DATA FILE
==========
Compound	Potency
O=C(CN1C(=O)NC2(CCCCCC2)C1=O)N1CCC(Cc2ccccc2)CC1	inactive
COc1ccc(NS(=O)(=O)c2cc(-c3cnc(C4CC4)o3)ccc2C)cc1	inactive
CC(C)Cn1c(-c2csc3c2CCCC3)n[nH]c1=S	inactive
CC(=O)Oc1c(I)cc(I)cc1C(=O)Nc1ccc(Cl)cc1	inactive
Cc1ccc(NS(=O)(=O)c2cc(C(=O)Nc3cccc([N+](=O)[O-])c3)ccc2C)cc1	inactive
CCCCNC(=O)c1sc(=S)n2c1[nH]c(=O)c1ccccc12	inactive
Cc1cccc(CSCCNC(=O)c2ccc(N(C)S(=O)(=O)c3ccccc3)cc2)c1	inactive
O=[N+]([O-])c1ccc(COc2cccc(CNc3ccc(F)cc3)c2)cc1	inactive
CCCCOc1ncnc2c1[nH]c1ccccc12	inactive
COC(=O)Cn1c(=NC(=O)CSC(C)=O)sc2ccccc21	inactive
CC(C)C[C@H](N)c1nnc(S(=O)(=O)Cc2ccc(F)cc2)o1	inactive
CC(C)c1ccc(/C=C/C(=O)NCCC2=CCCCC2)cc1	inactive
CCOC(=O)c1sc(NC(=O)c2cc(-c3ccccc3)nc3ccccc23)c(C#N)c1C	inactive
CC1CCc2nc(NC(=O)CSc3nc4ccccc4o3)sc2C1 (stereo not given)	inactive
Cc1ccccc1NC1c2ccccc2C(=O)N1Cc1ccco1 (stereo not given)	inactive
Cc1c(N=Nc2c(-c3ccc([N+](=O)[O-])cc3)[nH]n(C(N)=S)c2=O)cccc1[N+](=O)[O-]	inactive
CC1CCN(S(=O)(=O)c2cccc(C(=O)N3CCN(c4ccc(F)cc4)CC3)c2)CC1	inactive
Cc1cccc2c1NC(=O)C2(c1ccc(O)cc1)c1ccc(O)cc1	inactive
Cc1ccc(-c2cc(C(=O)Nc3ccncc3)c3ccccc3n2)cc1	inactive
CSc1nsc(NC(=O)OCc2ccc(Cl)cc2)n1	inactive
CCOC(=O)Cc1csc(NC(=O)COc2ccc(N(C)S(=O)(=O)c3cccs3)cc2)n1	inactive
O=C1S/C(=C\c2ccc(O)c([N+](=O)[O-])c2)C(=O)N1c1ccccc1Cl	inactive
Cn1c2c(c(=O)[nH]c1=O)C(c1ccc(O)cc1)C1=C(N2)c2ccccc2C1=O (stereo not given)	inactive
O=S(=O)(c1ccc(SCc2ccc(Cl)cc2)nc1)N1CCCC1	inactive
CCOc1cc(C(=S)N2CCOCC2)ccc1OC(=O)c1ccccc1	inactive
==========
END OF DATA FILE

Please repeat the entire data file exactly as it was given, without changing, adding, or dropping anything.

Compound	Potency
O=C(CN1C(=O)NC2(CCCCCC2)C1=O)N1CCC(Cc2ccccc2)CC1	inactive
COc1ccc(NS(=O)(=O)c2cc(-c3cnc(C4CC4)o3)ccc2C)cc1	inactive
CC(C)Cn1c(-c2csc3c2CCCC3)n[nH]c1=S	inactive
CC(=O)Oc1c(I)cc(I)cc1C(=O)Nc1ccc(Cl)cc1	inactive
Cc1ccc(NS(=O)(=O)c2cc(C(=O)Nc3cccc([N+](=O)[O-])c3)ccc2C)cc1	inactive
CCCCNC(=O)c1sc(=S)n2c1[nH]c(=O)c1ccccc12	inactive
Cc1cccc(CSCCNC(=O)c2ccc(N(C)S(=O)(=O)c3ccccc3)cc2)c1	inactive
O=[N+]([O-])c1ccc(COc2cccc(CNc3ccc(F)cc3)c2)cc1	inactive
CCCCOc1ncnc2c1[nH]c1ccccc12	inactive
COC(=O)Cn1c(=NC(=O)CSC(C)=O)sc2ccccc21	inactive
CC(C)C[C@H](N)c1nnc(S(=O)(=O)Cc2ccc(F)cc2)o1	inactive
CC(C)c1ccc(/C=C/C(=O)NCCC2=CCCCC2)cc1	inactive
CCOC(=O)c1sc(NC(=O)c2cc(-c3ccccc3)nc3ccccc23)c(C#N)c1C	inactive
CC1CCc2nc(NC(=O)CSc3nc4ccccc4o3)sc2C1 (stereo not given)	inactive
Cc1ccccc1NC1c2ccccc2C(=O)N1Cc1ccco1 (stereo not given)	inactive
Cc1c(N=Nc2c(-c3ccc([N+](=O)[O-])cc3)[nH]n(C(N)=S)c2=O)cccc1[N+](=O)[O-]	inactive
CC1CCN(S(=O)(=O)c2cccc(C(=O)N3CCN(c4ccc(F)cc4)CC3)c2)CC1	inactive
Cc1cccc2c1NC(=O)C2(c1ccc(O)cc1)c1ccc(O)cc1	inactive
Cc1ccc(-c2cc(C(=O)Nc3ccncc3)c3ccccc3n2)cc1	inactive
CSc1nsc(NC(=O)OCc2ccc(Cl)cc2)n1	inactive
CCOC(=O)Cc1csc(NC(=O)COc2ccc(N(C)S(=O)(=O)c3cccs3)cc2)n1	inactive
O=C1S/C(=C\c2ccc(O)c([N+](=O)[O-])c2)C(=O)N1c1ccccc1Cl	inactive
Cn1c2c(c(=O)[nH]c1=O)C(c1ccc(O)cc1)C1=C(N2)c2ccccc2C1=O (stereo not given)	inactive
O=S(=O)(c1ccc(SCc2ccc(Cl)cc2)nc1)N1CCCC1	inactive
CCOc1cc(C(=S)N2CCOCC2)ccc1OC(=O)c1ccccc1	inactive